With the threat of another BART strike looming, an Orinda city councilman is pushing for legislation to ban transit workers from walking off the job. Councilman Steve Glazer, a candidate for state Assembly and longtime advisor to Gov. Jerry Brown, launched a petition today in favor of prohibiting transit worker strikes statewide.
He held a petition drive at the Orinda BART station this morning and was also handing out fliers at the Lafayette station during today's evening commute. Glazer's call for a ban comes amid ongoing talks between BART management and employee unions as they negotiate a new contract. Talks are scheduled to continue every day until Oct. 11, when a cooling-off period called for by Brown will end. If those negotiations fail, the Bay Area could see a BART strike similar to the four-and-a-half day strike in July that grid locked regional transportation as soon as Oct. 11.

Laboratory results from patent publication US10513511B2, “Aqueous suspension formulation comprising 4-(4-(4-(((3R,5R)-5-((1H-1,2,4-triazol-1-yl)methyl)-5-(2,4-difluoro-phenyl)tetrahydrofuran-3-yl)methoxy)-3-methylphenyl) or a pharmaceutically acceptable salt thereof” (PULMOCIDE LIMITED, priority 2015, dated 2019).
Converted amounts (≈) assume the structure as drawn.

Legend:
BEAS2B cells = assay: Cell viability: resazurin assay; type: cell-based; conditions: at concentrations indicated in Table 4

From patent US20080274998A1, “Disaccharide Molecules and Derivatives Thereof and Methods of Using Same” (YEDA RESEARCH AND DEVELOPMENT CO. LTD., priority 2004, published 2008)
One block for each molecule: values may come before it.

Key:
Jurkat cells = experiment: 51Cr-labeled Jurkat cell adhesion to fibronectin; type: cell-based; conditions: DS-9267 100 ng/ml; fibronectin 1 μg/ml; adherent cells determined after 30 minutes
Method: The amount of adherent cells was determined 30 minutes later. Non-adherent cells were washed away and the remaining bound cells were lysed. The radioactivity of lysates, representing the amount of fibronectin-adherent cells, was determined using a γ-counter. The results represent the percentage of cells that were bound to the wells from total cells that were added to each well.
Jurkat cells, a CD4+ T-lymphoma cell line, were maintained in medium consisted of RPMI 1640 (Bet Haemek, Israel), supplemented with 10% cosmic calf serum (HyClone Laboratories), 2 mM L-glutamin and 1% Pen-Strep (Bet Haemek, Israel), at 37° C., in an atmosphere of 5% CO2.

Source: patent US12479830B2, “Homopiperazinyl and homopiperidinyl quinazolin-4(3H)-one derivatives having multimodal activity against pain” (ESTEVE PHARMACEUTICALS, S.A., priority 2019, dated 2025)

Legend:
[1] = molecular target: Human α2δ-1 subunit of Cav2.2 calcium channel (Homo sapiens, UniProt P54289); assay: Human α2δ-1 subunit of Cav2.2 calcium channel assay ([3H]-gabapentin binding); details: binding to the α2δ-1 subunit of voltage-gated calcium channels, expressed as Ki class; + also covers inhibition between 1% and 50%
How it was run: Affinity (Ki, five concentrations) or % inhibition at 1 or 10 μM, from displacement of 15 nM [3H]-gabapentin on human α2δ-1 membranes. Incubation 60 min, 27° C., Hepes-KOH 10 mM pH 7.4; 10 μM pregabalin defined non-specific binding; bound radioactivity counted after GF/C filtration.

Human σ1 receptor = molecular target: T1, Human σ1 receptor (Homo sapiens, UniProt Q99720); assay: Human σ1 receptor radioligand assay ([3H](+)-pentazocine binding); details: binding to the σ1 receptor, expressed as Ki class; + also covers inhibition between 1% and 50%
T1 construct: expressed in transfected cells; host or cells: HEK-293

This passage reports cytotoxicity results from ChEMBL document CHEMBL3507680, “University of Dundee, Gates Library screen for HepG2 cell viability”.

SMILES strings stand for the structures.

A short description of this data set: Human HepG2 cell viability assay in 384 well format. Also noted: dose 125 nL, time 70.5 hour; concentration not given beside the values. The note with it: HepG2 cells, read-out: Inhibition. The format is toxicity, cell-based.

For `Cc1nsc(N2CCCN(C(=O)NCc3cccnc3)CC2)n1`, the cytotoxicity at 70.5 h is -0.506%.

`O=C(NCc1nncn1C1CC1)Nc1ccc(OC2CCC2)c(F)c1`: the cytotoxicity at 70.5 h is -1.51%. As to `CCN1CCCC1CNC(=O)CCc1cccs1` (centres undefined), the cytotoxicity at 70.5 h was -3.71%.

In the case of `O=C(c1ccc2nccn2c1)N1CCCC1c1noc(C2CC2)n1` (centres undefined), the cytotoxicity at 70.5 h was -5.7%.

Glazer also pointed to strike bans for transit workers in cities
such as New York, Chicago, Washington, D.C. and San Francisco, where public
transit workers are prohibited from striking by city charter.
He said he would continue to push for a ban regardless of whether
BART management and union leaders reach a contract agreement.
BART spokeswoman Alicia Trost decline to comment on Glazer's
petition, except to say that the transit agency has historically opposed
binding arbitration, which tends to accompany strike bans.
"BART has a no-strike clause in its contracts, but when the
contracts expire, they can strike," she added.
Cecille Isidro, a spokeswoman for Service International Union
Local 1021, which represents the bulk of the workers affected by the new
contract, said she had not yet heard about the petition and could not